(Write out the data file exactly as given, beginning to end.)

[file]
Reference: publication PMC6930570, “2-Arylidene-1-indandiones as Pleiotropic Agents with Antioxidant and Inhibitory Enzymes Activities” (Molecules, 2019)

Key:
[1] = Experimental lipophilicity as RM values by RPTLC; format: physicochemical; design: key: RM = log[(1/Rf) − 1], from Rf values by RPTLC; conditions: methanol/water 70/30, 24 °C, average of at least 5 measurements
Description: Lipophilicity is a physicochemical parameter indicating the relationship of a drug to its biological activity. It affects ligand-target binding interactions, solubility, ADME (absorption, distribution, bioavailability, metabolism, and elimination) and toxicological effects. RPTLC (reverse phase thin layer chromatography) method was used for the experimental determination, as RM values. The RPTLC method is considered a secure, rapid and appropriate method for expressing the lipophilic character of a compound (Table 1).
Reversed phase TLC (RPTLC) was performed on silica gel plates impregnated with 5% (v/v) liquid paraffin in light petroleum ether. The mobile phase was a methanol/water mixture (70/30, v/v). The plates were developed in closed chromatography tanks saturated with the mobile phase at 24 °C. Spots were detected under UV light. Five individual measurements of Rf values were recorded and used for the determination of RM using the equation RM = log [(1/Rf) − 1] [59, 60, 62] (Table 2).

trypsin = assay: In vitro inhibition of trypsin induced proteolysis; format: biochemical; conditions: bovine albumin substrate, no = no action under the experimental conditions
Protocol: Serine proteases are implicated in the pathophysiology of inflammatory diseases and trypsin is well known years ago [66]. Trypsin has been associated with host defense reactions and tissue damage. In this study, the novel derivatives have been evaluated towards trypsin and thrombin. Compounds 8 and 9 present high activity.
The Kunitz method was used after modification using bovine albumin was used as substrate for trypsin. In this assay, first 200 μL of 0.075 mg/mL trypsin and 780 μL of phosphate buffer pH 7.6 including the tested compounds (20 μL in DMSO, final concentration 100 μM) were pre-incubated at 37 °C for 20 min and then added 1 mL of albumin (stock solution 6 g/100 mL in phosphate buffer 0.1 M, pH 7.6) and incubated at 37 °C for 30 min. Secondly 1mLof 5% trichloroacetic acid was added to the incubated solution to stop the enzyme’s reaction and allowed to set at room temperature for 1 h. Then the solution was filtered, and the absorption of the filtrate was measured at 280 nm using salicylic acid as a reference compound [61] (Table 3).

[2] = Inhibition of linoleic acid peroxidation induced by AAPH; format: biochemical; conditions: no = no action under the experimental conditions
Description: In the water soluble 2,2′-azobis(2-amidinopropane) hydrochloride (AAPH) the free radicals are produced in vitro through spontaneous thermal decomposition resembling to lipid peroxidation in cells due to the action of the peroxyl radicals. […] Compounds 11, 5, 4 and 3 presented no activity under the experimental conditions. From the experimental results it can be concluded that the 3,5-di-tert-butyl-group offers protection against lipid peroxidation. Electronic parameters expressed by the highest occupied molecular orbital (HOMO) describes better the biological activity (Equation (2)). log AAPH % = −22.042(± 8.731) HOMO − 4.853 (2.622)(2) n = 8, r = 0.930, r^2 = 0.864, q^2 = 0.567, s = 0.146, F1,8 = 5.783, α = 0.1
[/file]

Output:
Reference: publication PMC6930570, “2-Arylidene-1-indandiones as Pleiotropic Agents with Antioxidant and Inhibitory Enzymes Activities” (Molecules, 2019)

Key:
[1] = Experimental lipophilicity as RM values by RPTLC; format: physicochemical; design: key: RM = log[(1/Rf) − 1], from Rf values by RPTLC; conditions: methanol/water 70/30, 24 °C, average of at least 5 measurements
Description: Lipophilicity is a physicochemical parameter indicating the relationship of a drug to its biological activity. It affects ligand-target binding interactions, solubility, ADME (absorption, distribution, bioavailability, metabolism, and elimination) and toxicological effects. RPTLC (reverse phase thin layer chromatography) method was used for the experimental determination, as RM values. The RPTLC method is considered a secure, rapid and appropriate method for expressing the lipophilic character of a compound (Table 1).
Reversed phase TLC (RPTLC) was performed on silica gel plates impregnated with 5% (v/v) liquid paraffin in light petroleum ether. The mobile phase was a methanol/water mixture (70/30, v/v). The plates were developed in closed chromatography tanks saturated with the mobile phase at 24 °C. Spots were detected under UV light. Five individual measurements of Rf values were recorded and used for the determination of RM using the equation RM = log [(1/Rf) − 1] [59, 60, 62] (Table 2).

trypsin = assay: In vitro inhibition of trypsin induced proteolysis; format: biochemical; conditions: bovine albumin substrate, no = no action under the experimental conditions
Protocol: Serine proteases are implicated in the pathophysiology of inflammatory diseases and trypsin is well known years ago [66]. Trypsin has been associated with host defense reactions and tissue damage. In this study, the novel derivatives have been evaluated towards trypsin and thrombin. Compounds 8 and 9 present high activity.
The Kunitz method was used after modification using bovine albumin was used as substrate for trypsin. In this assay, first 200 μL of 0.075 mg/mL trypsin and 780 μL of phosphate buffer pH 7.6 including the tested compounds (20 μL in DMSO, final concentration 100 μM) were pre-incubated at 37 °C for 20 min and then added 1 mL of albumin (stock solution 6 g/100 mL in phosphate buffer 0.1 M, pH 7.6) and incubated at 37 °C for 30 min. Secondly 1mLof 5% trichloroacetic acid was added to the incubated solution to stop the enzyme’s reaction and allowed to set at room temperature for 1 h. Then the solution was filtered, and the absorption of the filtrate was measured at 280 nm using salicylic acid as a reference compound [61] (Table 3).

[2] = Inhibition of linoleic acid peroxidation induced by AAPH; format: biochemical; conditions: no = no action under the experimental conditions
Description: In the water soluble 2,2′-azobis(2-amidinopropane) hydrochloride (AAPH) the free radicals are produced in vitro through spontaneous thermal decomposition resembling to lipid peroxidation in cells due to the action of the peroxyl radicals. […] Compounds 11, 5, 4 and 3 presented no activity under the experimental conditions. From the experimental results it can be concluded that the 3,5-di-tert-butyl-group offers protection against lipid peroxidation. Electronic parameters expressed by the highest occupied molecular orbital (HOMO) describes better the biological activity (Equation (2)). log AAPH % = −22.042(± 8.731) HOMO − 4.853 (2.622)(2) n = 8, r = 0.930, r^2 = 0.864, q^2 = 0.567, s = 0.146, F1,8 = 5.783, α = 0.1